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BY EMILY MIBACH
Daily Post Staff Writer
San Mateo County officials are going to look at areas in West Menlo Park where low-income housing could possibly go.
The county government is on the hook for finding locations for 2,833 new homes to be built over the next eight years, so it’s now scrambling to find housing locations.
County Planner Will Gibson gave a rundown of the county’s new plan to the Board of Supervisors on Tuesday, saying his team may look at potential sites in West Menlo Park, along the coast, and will increase the allowable density in unincorporated Colma.
Supervisor Ray Mueller, who represents West Menlo Park, and lives nearby, said he is fine with looking at the idea of rezoning parcels in West Menlo Park but wanted to clarify that the county is talking about vacant sites, such as parking lots, in the area.
Mueller said that the occupied buildings in the area along Alameda de las Pulgas are small businesses that struggled to get through the pandemic.
The other county supervisors agreed that Gibson’s team should look for housing locations in West Menlo Park.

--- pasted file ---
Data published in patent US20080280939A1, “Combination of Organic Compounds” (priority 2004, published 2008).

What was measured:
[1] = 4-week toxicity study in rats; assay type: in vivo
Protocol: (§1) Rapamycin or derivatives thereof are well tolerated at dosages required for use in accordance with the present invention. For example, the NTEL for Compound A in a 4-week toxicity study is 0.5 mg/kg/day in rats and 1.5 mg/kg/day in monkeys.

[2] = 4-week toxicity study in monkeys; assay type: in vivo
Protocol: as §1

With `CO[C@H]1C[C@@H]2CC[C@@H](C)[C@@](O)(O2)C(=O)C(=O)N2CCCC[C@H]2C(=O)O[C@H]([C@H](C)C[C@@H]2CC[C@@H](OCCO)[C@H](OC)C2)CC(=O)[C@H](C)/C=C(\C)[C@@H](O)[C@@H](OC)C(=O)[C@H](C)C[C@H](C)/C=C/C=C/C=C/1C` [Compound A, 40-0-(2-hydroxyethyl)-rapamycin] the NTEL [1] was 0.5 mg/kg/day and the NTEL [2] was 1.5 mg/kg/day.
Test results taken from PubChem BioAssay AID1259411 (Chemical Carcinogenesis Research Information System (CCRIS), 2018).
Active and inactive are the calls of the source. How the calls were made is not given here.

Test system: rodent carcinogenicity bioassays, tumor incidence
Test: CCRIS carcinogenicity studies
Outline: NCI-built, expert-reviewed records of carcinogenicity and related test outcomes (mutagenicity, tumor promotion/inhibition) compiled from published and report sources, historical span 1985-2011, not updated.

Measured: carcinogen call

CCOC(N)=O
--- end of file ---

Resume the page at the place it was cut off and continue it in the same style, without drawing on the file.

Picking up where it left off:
Low-income housing in affluent areas
Some attendees at Tuesday’s meeting pushed to increase zoning in more affluent areas such as West Menlo Park, noting that the working-class neighborhood of North Fair Oaks has received the brunt of zoning for subsidized housing at greater densities.
“All areas of the county should be up for rezoning,” said Kathleen Daly, who owns Cafe Zoe in Menlo Park and serves on the North Fair Oaks Community Council. “That should include areas where people have tried to block (housing), and West Menlo Park is one of them,” she said.
Jordan Grimes noted that West Menlo Park is a “high resource area with access to numerous services and good schools.”
He also pointed out that it is near thousands of jobs.
He suggested that if the county fails to rezone part of West Menlo Park while making changes in North Fair Oaks and Colma, it could cause the state to question whether the county is zoning fairly.
The state is requiring all counties and cities to have housing plans, called a Housing Element, to meet quotas established for each community.
Although some cities such as Redwood City and Mountain View have state-approved Housing Elements, both San Mateo and Santa Clara counties are rather early in the process.
Initial plan falls through
The county had been banking largely on the Harbor Industrial Area, a small patch between Belmont and San Carlos along Harbor Boulevard that is not incorporated into either town. However, Belmont is working on plans to incorporate that area into their town, knocking out the county’s housing plans, said Gibson.